He finds another when he pushes Tanya (#MithilaPalkar) into a rebellious millennial box, only to find out that she wasn’t all that. There’s no angst and she is a consequence of her decisions and actions, just like he was. This change gets some lovely treatment, as our three characters are forced to change their ride to something more closer and intimate.

It’s amazing how time can change our perspectives irrecognisably and when we realise they have, there’s trouble in bidding adieu. There’s a telling exchange where Dulquer gets some help in saying good-bye. And the circle is complete when Dulquer is asked ‘How did you do it’ and he replies, “it’s really easy. You just have to try it.” I couldn’t find something more apt to explain the light tone of the film.

PS: #IrrfanKhan was great. But this role is something that he could do in his sleep. The film has two amazing cheek in the tongue moments — one is when Dulquer says he doesn’t know Malayalam and the second involves Irrfan (also a culmination of Irrfan’s finding focus moment) and would rather let you guys watch that!

Imaikka Nodigal review: Some intelligent writing burdened by commercial compromises

This week’s big release, Imaikka Nodigal has a lot of interesting things to offer. First off, it has Anurag Kashyap, complete with his magnetic screen presence. The Bollywood ace director is making his acting debut in Kollywood with Imaikka Nodigal and boy, he seems to have had fun. Anurag’s large, dramatic eyes do the trick as he delivers the right amount of exaggeration in his body language. Just when you think it is all about the raised eyebrows, the character takes a different dimension. The dubbing, while impressive, sounds a tad inorganic when you watch the film in length. Magizh Thirumeni’s slow, deep drawl sounds impressive in isolation but doesn’t really synergise with Anurag’s sense of muted drama. Continue reading “Imaikka Nodigal review: Some intelligent writing burdened by commercial compromises”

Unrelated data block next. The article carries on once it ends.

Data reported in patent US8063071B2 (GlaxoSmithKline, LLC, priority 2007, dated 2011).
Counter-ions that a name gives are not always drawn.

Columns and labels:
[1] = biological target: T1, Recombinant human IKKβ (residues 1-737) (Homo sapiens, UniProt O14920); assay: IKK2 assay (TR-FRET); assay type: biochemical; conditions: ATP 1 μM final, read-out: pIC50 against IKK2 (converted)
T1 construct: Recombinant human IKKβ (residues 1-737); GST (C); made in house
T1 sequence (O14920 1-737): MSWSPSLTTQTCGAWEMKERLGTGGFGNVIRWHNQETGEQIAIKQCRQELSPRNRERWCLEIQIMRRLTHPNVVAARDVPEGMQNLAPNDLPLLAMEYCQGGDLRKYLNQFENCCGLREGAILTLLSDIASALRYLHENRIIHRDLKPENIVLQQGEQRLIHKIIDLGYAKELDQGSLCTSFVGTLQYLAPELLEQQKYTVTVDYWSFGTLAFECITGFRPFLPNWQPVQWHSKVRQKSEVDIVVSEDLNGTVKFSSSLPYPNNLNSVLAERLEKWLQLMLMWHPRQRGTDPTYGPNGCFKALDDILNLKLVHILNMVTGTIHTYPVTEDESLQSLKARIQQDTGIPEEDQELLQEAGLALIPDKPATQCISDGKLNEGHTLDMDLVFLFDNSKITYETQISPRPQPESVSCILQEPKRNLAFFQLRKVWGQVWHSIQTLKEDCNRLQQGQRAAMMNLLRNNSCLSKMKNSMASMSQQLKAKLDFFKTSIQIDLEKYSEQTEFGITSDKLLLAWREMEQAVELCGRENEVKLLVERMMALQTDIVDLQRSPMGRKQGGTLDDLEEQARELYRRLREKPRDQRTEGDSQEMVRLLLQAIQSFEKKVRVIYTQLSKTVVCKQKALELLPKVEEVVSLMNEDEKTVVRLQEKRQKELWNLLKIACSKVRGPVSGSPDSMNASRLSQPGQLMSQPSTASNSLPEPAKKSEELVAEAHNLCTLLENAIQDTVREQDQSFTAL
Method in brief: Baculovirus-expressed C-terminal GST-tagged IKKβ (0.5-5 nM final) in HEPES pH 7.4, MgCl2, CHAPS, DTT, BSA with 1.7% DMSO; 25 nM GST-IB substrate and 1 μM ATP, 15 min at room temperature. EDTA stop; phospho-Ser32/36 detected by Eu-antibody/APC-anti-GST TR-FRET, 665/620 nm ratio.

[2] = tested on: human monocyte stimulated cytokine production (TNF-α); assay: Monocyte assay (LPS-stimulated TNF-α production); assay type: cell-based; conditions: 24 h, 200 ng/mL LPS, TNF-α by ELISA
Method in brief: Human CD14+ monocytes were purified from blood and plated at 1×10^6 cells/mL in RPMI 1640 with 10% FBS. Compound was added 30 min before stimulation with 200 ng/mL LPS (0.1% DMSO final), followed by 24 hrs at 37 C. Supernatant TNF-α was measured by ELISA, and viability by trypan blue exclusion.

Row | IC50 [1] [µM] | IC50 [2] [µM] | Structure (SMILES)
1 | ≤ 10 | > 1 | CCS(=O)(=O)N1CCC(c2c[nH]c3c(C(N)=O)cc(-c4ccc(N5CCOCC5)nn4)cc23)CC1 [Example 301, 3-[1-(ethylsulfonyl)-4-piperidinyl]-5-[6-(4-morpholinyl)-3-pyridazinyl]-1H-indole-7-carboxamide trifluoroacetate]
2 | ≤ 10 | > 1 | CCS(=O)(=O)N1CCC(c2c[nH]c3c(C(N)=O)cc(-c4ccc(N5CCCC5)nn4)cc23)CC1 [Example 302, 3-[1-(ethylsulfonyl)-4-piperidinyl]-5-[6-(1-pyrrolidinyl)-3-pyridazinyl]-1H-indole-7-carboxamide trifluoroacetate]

Vikram Prabhu-Radhamohan’s 60 Vayadhu Maaniram

If you had watched #GodhiBannaSadharnaMykattu, it would be tough to sit through #60VayadhuMaaniram, the Tamil remake starring #VikramPrabhu, #Indhuja and #PrakashRaj.

One of the major reasons why I had loved the Kannada original (starring #RakshitShetty and #SruthiHariharan) was its practicality and subtlety. We don’t spell a lot of things out loud in our families. If I go hug my mom, she feels awkward. We don’t express several things, that doesn’t however mean a lack of emotions. And in case of #Godhi, this non-engagement leads to apathy. His father becomes something that has to be taken care of, a box to be ticked on a checklist. Rakshit Shetty’s portrayal of a son’s journey to find his father (in all ways) is truly a revelation. From the initial standoffish stance to being guilt-stricken, his emotions unfold organically.

What I couldn’t tolerate was #Radhamohan’s ‘over-simplication’ of this process. His dialogues and Ilayaraja’s music constantly instruct us what to feel and ends up as an overreach. Also, Vikram Prabhu is no match for Rakshit Shetty. And as much as I love Indhuja, Sruthi’s performance was more layered, more nuanced.

To take an example, the beautiful childhood drawing Rakshit and his father creates is naturally chaotic, with no drawn boundaries. On the other hand, in Vikram Prabhu’s case, it’s nearly packaged into a box, highlighted with a lighter background. I think this shows enough of the different approaches taken by these directors to the same story.